‘The Father’ (‘Bashtata’): Film Review | Karlovy Vary 2019

A dysfunctional family funeral sparks a wild road trip in prize-winning Bulgarian tragicomedy ‘The Father.’

Bulgarian writer-director duo Kristina Grozeva and Petar Valchanov switch to a more gently absurd comic gear with their third feature after the caustic social commentary of their award-winning dramas The Lesson (2012) and Glory (2016), the latter an official Oscar nominee. The Father is a bittersweet family farce set in the rural Bulgarian hinterlands, a place where people still trust more in ancient superstition and magical folklore than in crooked state bureaucracy. The story may test the limits of plausibility in places, but overall this off-the-map road movie is a humane, compassionate, character-driven delight.

Partly inspired by real events, The Father reunites Grozeva and Valchanov with several key crew and castmembers from their previous features. This Greece-Bulgaria co-production world-premiered last week in the main competition section at Karlovy Vary film festival, where it won the main prize, the Crystal Globe. Rich in comic mischief and relatable themes, the antic screenplay has some of the same universal charm as Maren Ade’s critically revered German prizewinner Toni Erdmann (2016). It should find a warm welcome on the festival circuit, with theatrical interest also a solid option based on the directing duo’s track record. Paris-based Wide Management is handling global sales.

The Bottom Line

A charmingly neurotic sentimental journey.

At a family funeral in the sunny countryside, long-buried generational fault lines soon resurface. Flustered 40-ish advertising man Pavel (Ivan Barnev) has driven back to his home region from his new cosmopolitan life in the capital city Sofia, arriving just in time to see his beloved mother Valentina buried. His father Vassil (Ivan Savov), an egotistical painter with a fondness for windy speeches and impetuous gestures, demands that the casket lid be reopened so that a mortally embarrassed Pavel can snap some last memorial shots. And so the power struggle begins.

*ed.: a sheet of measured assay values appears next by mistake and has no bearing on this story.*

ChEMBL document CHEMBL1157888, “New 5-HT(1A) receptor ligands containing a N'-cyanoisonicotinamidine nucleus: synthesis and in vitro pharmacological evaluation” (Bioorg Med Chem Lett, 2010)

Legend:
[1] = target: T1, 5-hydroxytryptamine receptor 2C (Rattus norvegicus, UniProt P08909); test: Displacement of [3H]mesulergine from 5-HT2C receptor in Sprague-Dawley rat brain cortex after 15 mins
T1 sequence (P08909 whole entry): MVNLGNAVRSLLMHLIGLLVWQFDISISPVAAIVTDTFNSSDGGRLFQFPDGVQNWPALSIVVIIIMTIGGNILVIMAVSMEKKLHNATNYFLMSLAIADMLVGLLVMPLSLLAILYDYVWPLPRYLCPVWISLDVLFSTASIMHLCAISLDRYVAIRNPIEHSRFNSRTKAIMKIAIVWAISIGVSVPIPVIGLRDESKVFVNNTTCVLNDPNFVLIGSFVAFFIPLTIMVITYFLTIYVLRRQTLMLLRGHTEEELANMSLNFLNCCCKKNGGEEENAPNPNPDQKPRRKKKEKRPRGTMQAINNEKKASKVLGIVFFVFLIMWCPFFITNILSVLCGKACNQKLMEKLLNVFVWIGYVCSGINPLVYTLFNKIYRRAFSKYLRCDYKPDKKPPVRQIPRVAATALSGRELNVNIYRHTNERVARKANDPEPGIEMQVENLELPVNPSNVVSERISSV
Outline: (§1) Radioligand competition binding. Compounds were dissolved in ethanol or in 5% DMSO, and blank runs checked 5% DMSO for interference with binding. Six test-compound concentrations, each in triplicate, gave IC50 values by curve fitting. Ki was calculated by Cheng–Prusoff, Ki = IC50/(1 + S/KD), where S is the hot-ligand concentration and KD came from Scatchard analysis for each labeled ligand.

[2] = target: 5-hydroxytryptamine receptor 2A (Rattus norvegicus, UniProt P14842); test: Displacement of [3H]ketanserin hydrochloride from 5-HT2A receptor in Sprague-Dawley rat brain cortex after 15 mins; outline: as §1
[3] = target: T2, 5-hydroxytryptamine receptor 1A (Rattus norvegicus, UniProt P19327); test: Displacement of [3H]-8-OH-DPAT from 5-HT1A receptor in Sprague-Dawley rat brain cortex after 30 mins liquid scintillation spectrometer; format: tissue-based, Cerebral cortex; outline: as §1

Meanwhile, Pavel’s permanently buzzing cellphone rudely disrupts the solemn burial ceremony. Back home in Sofia, his heavily pregnant wife (The Lesson and Glory star Margita Gosheva, who is heard but never seen here) has not been informed about the funeral, and is becoming increasingly suspicious about her husband’s vaguely explained absence. Missed phone messages become a motif throughout the film, serving both as literal plot device and metaphor for communication problems between the main protagonists.

After the funeral, Vassil outlines his plans for a commemorative painting of Valentina, incorporating his colorfully goofy beliefs in New Age pseudo-science. He also insists that mysterious posthumous phone calls from his late wife prove that she is trying to contact him from the astral plane. Despite Pavel’s reservations, he delays his return to Sofia in order to indulge his grieving father by taking him to see Valentina’s favorite spiritualist guru, a shamanic snake-oil salesman who has pointedly set up business in a former Soviet-era military museum.

The escalating battle of wills between stubborn father and skeptical son that follows is full of great comic vignettes, including a deliciously deadpan confrontation with local police over a stolen jar of homemade jam, and a creepy brush with opportunistic hospital staff desperate to squeeze maximum profit from minor medical misfortune. These satirical snapshots of everyday corruption in post-Communist Bulgaria recall some of the darker threads in The Lesson and Glory.

Barnev’s brow-furrowed, perpetually exasperated performance as Pavel anchors the film, and he is clearly intended as the locus of audience identification, but Savov is arguably more compelling as the Lear-like patriarch whose grip on reality has been hilariously scrambled by grief and mild concussion. Grozeva and Valchanov’s regular cinematographer Krum Rodriguez shoots The Father in zippy handheld style, sticking close to the characters as they pinball frantically around the Bulgarian countryside. The effect is suitably cartoonish, though there are moments of soothing calm, too, particularly during the folksy final resolution, which has a corny but satisfying sweetness.

Venue: Karlovy Vary International Film Festival (Competition)
Production companies: Abraxas Film, Graal
Cast: Ivan Barnev, Ivan Savov, Tanya Shahova, Hristofer Nedkov, Nikolay Todorov, Boyan Dochinov, Margita Gosheva, Ivanka Bratoeva
Directors, screenwriters: Petar Valchanov, Kristina Grozeva.
Cinematographer: Krum Rodriguez
Editor: Petar Valchanov
Music: Hristo Namliev
Producers: Kristina Grozeva, Petar Valchanov, Konstantina Stavrianou, Irini Vougioukalou
Sales company: Wide Management, Paris
91 minutes